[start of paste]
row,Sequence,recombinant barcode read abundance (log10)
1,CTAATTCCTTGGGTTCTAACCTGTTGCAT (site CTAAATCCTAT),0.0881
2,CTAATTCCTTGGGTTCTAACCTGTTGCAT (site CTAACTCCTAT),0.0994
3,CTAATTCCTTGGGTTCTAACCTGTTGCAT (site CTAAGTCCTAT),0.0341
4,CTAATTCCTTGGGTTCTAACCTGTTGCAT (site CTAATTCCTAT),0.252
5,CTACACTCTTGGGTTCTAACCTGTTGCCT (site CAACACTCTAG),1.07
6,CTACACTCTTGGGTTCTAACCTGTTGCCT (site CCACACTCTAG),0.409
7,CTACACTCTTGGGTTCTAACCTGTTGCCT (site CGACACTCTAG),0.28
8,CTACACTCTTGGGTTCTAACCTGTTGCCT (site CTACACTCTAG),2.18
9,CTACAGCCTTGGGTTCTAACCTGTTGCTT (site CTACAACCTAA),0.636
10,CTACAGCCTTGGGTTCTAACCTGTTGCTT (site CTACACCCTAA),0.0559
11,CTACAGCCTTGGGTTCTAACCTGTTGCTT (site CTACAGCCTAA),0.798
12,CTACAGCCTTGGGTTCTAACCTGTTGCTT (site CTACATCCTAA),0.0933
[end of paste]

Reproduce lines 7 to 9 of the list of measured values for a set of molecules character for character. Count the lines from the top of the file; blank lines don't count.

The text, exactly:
6,CTACACTCTTGGGTTCTAACCTGTTGCCT (site CCACACTCTAG),0.409
7,CTACACTCTTGGGTTCTAACCTGTTGCCT (site CGACACTCTAG),0.28
8,CTACACTCTTGGGTTCTAACCTGTTGCCT (site CTACACTCTAG),2.18